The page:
Sudan, the largest country on the vast African continent, barely hovers on the edges of Western awareness. But hidden away is a sonorous ancient culture, passed on through generations of storytellers and oral historians, through songs and a rich tradition of folk tales. Ali Lutfi spent his childhood on Sudan's White Nile listening to the stories of servant women and others descended from slaves. The legends and tales of these grandmothers were told over and over again to Ali and his brothers and sisters as they ate dinner and drifted into sleep. To read these stories in English, sixty years later, is to open a window to a different world, a Sudanese child's world shaped by deceitful wolves and wicked brothers, by magic jars and enchanted trees, by camelback journeys and by the life-giving waters of the Blue and White Niles.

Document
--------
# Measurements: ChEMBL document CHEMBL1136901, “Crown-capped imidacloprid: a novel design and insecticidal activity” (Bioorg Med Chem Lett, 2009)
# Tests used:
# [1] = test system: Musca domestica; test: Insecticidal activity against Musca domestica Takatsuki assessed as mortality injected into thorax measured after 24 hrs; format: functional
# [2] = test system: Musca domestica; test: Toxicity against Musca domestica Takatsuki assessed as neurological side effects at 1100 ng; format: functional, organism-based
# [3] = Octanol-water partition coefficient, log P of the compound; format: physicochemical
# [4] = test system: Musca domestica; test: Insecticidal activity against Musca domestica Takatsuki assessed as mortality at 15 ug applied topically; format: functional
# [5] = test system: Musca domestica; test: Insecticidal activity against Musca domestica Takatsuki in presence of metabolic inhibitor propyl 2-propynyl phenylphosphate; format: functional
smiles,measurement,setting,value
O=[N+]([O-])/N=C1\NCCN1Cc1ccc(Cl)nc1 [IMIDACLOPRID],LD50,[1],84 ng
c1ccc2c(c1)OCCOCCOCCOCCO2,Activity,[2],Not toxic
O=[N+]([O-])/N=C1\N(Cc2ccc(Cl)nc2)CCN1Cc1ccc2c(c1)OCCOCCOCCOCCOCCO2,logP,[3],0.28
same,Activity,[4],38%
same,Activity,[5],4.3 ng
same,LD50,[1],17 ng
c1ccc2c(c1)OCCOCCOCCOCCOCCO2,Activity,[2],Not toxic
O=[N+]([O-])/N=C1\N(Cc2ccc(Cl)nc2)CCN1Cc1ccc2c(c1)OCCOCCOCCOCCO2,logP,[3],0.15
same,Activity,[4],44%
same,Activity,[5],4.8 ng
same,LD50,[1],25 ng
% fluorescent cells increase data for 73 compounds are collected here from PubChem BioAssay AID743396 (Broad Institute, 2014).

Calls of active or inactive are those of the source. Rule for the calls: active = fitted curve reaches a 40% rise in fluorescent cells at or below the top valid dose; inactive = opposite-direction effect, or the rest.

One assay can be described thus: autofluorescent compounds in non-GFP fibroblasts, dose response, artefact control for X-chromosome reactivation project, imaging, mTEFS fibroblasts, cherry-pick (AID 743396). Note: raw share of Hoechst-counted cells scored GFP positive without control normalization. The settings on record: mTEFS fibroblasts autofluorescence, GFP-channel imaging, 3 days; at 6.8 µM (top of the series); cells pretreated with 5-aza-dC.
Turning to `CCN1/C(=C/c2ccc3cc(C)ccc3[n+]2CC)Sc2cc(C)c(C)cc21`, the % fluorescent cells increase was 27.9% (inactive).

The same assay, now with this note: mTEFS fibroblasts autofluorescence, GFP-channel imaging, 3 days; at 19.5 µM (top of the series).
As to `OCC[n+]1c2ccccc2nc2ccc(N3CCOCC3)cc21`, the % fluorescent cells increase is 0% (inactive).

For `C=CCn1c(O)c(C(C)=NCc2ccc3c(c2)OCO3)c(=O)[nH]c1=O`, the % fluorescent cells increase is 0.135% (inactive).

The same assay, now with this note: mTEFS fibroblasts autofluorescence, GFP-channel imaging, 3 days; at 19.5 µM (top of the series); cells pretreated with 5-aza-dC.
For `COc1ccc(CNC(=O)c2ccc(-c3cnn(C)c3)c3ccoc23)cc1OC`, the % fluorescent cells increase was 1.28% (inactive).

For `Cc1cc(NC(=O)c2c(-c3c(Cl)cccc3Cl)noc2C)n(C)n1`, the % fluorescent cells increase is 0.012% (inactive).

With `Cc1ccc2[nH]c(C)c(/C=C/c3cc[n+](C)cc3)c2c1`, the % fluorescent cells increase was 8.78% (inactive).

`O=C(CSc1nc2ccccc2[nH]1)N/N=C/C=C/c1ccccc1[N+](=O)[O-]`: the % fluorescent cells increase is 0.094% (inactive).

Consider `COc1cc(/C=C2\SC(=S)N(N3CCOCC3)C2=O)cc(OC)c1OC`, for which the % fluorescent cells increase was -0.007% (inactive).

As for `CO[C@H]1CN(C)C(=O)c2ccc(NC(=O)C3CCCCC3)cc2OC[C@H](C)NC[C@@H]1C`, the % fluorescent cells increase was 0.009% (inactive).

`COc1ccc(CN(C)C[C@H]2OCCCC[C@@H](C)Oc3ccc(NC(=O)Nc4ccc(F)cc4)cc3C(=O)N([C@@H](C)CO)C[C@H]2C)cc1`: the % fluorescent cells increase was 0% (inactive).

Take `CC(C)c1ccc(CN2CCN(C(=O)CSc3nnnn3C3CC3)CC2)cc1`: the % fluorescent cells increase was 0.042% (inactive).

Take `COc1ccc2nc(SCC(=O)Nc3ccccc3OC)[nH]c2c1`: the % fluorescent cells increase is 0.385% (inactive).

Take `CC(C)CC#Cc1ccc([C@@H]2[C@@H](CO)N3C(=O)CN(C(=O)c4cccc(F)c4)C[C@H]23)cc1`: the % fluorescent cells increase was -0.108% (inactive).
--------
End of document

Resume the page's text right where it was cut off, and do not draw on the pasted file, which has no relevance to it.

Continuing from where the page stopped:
Ali Lutfi was born in Rufaa and educated in Bakhtarruda on the White Nile and Britain. He has spent his life teaching in Saudi Arabia, Sudan, and the United States. Kate Harris was born in New York City and educated in California and upstate New York. She works as an editor in Atlanta. Elnour Hamad was born in Sudan. He works as a painter, illustrator, and an editorial cartoonist in Illinois.
"This collection of Sudanese folk tales, as compelling and imaginative as The 1001 Arabian Nights, will entrance readers. The stories bring the culture and customs of Sudan to life. Ali Lufti Abdallah heard these tales- featuring talking animals, buried treasure, evil spirits called Rhools, beautiful maidens and brave, handsome young men who carry out heroic deeds to save themselves and their families from often gruesome ends- when he was growing up in a town on the White Nile. Each tale offers a 'lesson' at the end that will encourage even the youngest readers to keep turning the pages. Western readers will have fun discovering the parallels between these stories and folktales they already know."